In the midst of the current COVID-19 pandemic, and the subsequent cancellation of many tours, bands on the road have been left in quite the predicament.
Several artists have understandably cut their runs short in order to return home promptly in light of the newly imposed travel ban, with even one of tonight’s scheduled support acts pulling out a mere few hours before the doors open.
What was originally slated to be the final UK date of the aptly named Share A View tour, will now be the very last night, with shows in both the Netherlands and Belgium being postponed. Therefore, tonight in London is, in a sense, a chance to dance the anxieties and stress away.
In this regard, Glitterer  couldn’t be a more perfect opener. The solo/side-project of Title Fight vocalist/bassist Ned Russin takes a startlingly unique and sparse approach to punk. While songs are markedly brief (most barely touching the one minute mark), the underlying layers of shimmery synth and electronica coalesce into a sound both familiar and fresh.
With no backing band in sight, all eyes are placed solely on Russin, who moves and juts around the stage with a jagged intensity and fragility. In some ways, it can almost be interpreted as performance art, with the character of Glitterer being brought fully to life in what can best be described as the most tragic, emo karaoke ever. It’s strange and passionate, but admittedly not to everyone’s taste.
On the other hand, Gag  inject a lethal dose of venom into the atmosphere. Switching out vulnerability for sheer menace, the group rip through a dizzying array of crust and grind infused punk. Offering a set made up predominately of tracks from their 2016 debut, ‘America’s Greatest Hits’, the added intensity of a full band bleeds into the crowd, sparking a momentous and chaotic energy that rarely ceases.
Vocalist Adam Barnes rasps and snarls in a grotesque manner that echoes Attila Csihar of Mayhem in terms of sheer inhumanity. When the frontman isn’t climbing railings and beams, he’s bounding the stage like a caged animal. All hell breaks lose when the band rip into fan favourite, ‘Pretty Boy’, inciting some of the most intense moshing of the entire evening. A concise and strategically short set, things seem to end just as they get going. When factoring in the brevity of their material and the styles the band deal in, it makes total sense.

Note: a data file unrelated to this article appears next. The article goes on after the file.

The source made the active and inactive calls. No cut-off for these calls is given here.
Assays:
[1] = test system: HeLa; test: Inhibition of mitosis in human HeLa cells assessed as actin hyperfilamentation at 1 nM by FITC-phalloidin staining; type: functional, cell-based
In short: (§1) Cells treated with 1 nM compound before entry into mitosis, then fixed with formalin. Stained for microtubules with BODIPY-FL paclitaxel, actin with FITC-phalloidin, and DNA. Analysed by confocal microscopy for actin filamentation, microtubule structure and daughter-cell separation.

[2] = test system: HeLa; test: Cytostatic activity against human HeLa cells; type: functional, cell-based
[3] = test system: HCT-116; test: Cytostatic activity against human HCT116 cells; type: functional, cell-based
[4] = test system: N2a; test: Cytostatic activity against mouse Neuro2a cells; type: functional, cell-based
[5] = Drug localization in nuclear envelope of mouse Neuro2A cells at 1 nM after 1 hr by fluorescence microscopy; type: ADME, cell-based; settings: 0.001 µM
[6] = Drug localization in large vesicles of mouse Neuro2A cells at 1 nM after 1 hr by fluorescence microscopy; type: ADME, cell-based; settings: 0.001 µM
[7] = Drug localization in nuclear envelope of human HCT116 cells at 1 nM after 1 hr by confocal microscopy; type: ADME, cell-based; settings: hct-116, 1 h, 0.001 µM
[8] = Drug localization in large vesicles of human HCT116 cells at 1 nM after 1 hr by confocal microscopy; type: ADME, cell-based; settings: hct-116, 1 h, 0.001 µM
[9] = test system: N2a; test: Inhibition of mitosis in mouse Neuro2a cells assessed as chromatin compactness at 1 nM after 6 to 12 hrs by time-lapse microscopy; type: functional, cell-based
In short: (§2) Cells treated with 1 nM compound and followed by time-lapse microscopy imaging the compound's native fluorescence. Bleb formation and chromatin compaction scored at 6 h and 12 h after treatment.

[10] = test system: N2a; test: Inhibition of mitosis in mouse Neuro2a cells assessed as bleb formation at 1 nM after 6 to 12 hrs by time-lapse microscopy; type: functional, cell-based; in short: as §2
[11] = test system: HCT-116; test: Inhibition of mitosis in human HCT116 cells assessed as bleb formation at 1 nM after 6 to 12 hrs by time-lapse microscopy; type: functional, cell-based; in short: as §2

The Turnstile  tribe have made a name for themselves as one of the most intense and energetic bands in modern music, and tonight is no exception. Harnessing the unified frustration of all those in attendance, the five friends from Baltimore turned hardcore darlings have one single item on their agenda – escapism.
With the opening chugs of ‘Fazed Out’, a palpable sense of energy lifts the crowd, both physically and emotionally. Stage-diving, crowd-surfing, and mosh pits are nothing out of the ordinary at a show of this nature, but it’s the positivity and camaraderie in which they’re displayed that’s a true testament to Turnstile. There’s arguably not a more motivating and ‘feel good’ band in hardcore; their angst riddled but ultimately hopeful anthems are deeply resonant and timely. Big singles, such as ‘Real Thing’ and ‘I Don’t Wanna Be Blind’, are met with precisely the same devotion as earlier, deeper cuts like ‘Canned Heat’ and ‘The Things You Do’.
Agile, curly-haired, and endlessly endearing frontman Brendan Yates rarely has his feet on the ground. He jumps, bounces, spins, moves and shakes like a man simultaneously listening to ten songs at once. His vocals are enraged yet earnest. There’s no growling or a single “bleugh” to be had here. This is hardcore that openly wades in its massive debt to the nineties, highlighting everything from the surf-rock tinged chugging guitar lines to the prioritisation of groove and bounce over beatdown. Indeed, several songs owe as much to early Beastie Boys and Rage Against The Machine as they do to the likes of Minor Threat.
Yates professes his immense love and gratitude, reminding us all to be kind and spread love always. It’s a refreshing message from a band routed in a genre so often perceived as endlessly nihilistic or aggressive. Enigmatic bassist Franz Lyons takes over lead vocal duties for closer, ‘Moon’, while Yates dances off like a man possessed.
By maintaining a sense of community that has taken them from basement shows to signing with major label Roadrunner Records, Turnstile continue to prove why they’re the most intriguing, unique, and genuine band in hardcore today.
Lover of choons, flums, bukes and such. I like making music. I like writing about music. I like burgers and emo-trap. Also suffer from a slight case of knowitallism. I wish every song had a breakdown.